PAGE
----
Broadway review by Adam Feldman
“Keep it light, keep it tight, keep it fun, and then we’re done!” That’s the pithy advice that the indignant 16th-century housewife Anne Hathaway (Betsy Wolfe) imparts to her neglectful husband, William Shakespeare (Stark Sands), as a way to improve his play Romeo and Juliet, which she considers too much of a downer. It is also the guiding ethos of the new Broadway jukebox musical & Juliet, a quasi-Elizabethan romp through the chart-toppers of Swedish songwriter-producer Max Martin. A diverting synthetic crossbreed of Moulin Rouge!, Something Rotten!, Mamma Mia! and Head Over Heels, this show delivers just what you’d expect. It is what it is: It gives you the hooks and it gets the ovations.
Martin is the preeminent pop hitmaker of the past 25 years, so & Juliet has a lot to draw from. The show’s 30 songs include multiple bops originally recorded by the Backstreet Boys, Britney Spears and Katy Perry, as well as tunes that Martin wrote—or, in all but two cases, co-wrote—for Pink, NSYNC, Kesha, Robyn, Kelly Clarkson, Jessie J, Céline Dion, Ariana Grande, Justin Timberlake, Ellie Goulding, Demi Lovato, Adam Lambert, the Weeknd and even Bon Jovi. (Notably absent are any of his collaborations with Taylor Swift.) “Roar,” “Domino,” “Since U Been Gone”: the hit list goes on and on. As a compilation disc performed live, it’s a feast for Millennials; its alternate title might well be Now That’s What I Call a Musical!
& Julietl | Photograph: Matthew Murphy
Along with these bangers, there is mash. Book writer David West Read (Schitt’s Creek) connects the dots of the musical numbers into the loose shape of a feminist journey, safely nested in metatheatrical and anachronistic quotation marks. As reimagined by Hathaway, the lovestruck Veronese teenager Juliet (Lorna Courtney) no longer offs herself, but finds herself instead. After mourning her dead Romeo in a keening version of "...Baby One More Time," she rounds up her entourage—her West Indian nurse, Angélique (Melanie La Barrie); her ambisexual bestie, May (Justin David Sullivan); and another friend, April, who is played by Hathaway herself—and heads to Paris, France, to take another shot at love. There they meet a rich military eminence named Lance (the game operatic baritone Paulo Szot, in a fleur-de-lys codpiece) and his gawky son, François (Philippe Arroyo), who becomes the inadvertent side of a romantic triangle.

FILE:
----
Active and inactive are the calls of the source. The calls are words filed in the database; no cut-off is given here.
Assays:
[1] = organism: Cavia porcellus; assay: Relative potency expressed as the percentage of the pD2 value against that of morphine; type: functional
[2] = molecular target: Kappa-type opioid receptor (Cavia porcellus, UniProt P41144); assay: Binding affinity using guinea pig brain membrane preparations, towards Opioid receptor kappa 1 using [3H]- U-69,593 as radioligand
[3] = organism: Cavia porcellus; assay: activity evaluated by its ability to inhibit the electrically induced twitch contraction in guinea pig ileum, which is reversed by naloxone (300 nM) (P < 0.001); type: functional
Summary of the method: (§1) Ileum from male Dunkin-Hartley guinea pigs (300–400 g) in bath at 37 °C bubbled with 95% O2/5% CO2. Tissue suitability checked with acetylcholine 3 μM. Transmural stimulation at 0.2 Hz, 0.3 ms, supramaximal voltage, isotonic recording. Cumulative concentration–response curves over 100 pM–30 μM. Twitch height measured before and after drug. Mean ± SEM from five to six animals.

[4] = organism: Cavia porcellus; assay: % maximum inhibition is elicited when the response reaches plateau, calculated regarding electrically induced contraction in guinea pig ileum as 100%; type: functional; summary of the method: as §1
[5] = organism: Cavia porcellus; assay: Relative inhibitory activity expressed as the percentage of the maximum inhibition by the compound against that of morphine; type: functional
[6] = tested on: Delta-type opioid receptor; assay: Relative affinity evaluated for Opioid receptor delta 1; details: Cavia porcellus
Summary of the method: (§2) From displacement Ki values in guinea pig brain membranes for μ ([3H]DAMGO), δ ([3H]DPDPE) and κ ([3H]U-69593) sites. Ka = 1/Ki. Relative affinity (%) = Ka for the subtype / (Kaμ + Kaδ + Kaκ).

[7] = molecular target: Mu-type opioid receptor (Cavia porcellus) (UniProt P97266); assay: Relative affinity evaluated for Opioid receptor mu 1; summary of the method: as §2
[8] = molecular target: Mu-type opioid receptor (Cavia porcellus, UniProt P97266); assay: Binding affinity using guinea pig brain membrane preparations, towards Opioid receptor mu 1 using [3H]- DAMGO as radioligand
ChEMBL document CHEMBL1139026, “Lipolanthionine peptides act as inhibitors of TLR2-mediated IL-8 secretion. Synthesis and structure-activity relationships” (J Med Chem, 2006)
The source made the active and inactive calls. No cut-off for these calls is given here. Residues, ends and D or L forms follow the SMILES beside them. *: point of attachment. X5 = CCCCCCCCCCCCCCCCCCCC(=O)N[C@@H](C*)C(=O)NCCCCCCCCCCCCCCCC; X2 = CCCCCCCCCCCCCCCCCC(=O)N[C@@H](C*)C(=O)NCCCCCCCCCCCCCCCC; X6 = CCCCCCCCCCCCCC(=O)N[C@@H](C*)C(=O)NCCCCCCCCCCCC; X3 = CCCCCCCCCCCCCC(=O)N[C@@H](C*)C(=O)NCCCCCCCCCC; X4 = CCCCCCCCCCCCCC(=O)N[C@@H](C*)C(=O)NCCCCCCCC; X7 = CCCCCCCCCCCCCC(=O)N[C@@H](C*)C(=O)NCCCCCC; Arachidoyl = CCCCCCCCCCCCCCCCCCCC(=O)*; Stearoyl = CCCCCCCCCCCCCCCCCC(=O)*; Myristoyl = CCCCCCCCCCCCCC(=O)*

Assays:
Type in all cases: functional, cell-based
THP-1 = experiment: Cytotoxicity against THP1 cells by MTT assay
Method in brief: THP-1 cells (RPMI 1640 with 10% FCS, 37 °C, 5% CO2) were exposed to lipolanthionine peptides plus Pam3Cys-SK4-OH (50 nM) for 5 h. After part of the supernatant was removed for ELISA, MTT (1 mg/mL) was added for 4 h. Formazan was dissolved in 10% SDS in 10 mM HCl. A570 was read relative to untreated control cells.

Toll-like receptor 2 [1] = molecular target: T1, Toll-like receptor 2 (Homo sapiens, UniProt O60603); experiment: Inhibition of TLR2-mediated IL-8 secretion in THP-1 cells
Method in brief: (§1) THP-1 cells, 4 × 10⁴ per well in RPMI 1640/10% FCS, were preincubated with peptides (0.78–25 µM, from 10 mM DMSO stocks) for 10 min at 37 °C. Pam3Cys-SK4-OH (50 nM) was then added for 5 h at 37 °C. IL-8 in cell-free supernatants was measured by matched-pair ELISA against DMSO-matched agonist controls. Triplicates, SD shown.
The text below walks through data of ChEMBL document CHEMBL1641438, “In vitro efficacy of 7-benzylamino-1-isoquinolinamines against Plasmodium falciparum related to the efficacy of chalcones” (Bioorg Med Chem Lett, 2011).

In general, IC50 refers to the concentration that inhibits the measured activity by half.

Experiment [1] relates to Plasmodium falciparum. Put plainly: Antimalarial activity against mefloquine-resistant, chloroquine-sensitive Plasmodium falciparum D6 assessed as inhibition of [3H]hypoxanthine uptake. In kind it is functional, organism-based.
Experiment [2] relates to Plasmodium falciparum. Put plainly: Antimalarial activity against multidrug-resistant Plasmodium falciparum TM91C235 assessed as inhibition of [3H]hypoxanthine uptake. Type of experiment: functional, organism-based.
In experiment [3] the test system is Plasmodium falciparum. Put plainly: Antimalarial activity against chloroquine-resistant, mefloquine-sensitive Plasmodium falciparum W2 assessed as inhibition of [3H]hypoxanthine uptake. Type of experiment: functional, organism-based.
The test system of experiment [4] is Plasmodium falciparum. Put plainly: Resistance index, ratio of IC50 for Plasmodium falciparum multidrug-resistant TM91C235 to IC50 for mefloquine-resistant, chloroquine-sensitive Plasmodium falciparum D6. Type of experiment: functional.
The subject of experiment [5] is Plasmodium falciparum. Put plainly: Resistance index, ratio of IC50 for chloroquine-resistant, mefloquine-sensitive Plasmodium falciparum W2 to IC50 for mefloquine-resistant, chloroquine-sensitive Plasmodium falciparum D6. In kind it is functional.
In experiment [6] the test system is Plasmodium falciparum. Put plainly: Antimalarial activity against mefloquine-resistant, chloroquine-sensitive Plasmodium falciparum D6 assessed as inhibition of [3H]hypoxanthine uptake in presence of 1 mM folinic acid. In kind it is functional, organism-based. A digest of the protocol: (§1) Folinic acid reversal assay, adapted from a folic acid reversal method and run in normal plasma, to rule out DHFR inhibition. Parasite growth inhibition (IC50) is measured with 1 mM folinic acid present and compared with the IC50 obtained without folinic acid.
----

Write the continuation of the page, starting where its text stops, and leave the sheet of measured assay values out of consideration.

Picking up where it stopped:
Read does clever work in expanding details from previously unrelated lyrics into plot points, and the performers bring a lot to the turntable center stage. Wolfe in particular has terrific moments of exasperated wit, and La Barrie and Arroyo make strong impressions in their Broadway debuts. (La Barrie originated her role in the West End.) But although the talented Courtney sings the heck out of her many songs, she has surprisingly little to play. Its title notwithstanding, & Juliet barely takes time to define its heroine; it puts her at the center of the story and then makes her its least interesting character.
That may be why & Juliet, though often entertaining, also feels pretty disposable. The show-within-a-show framework doesn’t make a lot of sense if you think about it too much (or at all); aside from a plot strand involving the proto-trans May, who sings “I’m Not a Girl, Not Yet a Woman,” the stakes are not sharp enough to drive the story into solid ground. Directed by Luke Sheppard, the musical exists in an elaborately unreal world: Soutra Gilmour’s scenic design and Paloma Young’s costumes are delightfully creative transhistorical mix-and-matches that float the show in a swirl of unfixed fantasy. It all feels comfortingly familiar and indistinct—there’s not much narrative thrust to Jennifer Weber’s synchronized hip-hop choreography, which mostly suggests energetic background dancing at a concert—and the ideal place for it might be the high school auditoriums where it will surely enjoy a rich afterlife someday. But there’s no denying the relentless effectiveness of Martin’s earworm craftsmanship. & Juliet gives audiences what they want from it: all those hits, baby, one more time.
& Juliet. Stephen Sondheim Theatre (Broadway). Music and lyrics by Max Martin and others. Book by David West Read. Directed by Luke Sheppard. With Lorna Courtney, Betsy Wolfe, Stark Sands, Paulo Szot, Melanie La Barrie, Justin David Sullivan, Philippe Arroyo, Ben Jackson Walker. Running time: 2hrs 25mins. One intermission.
& Julietl | Photograph: Matthew Murphy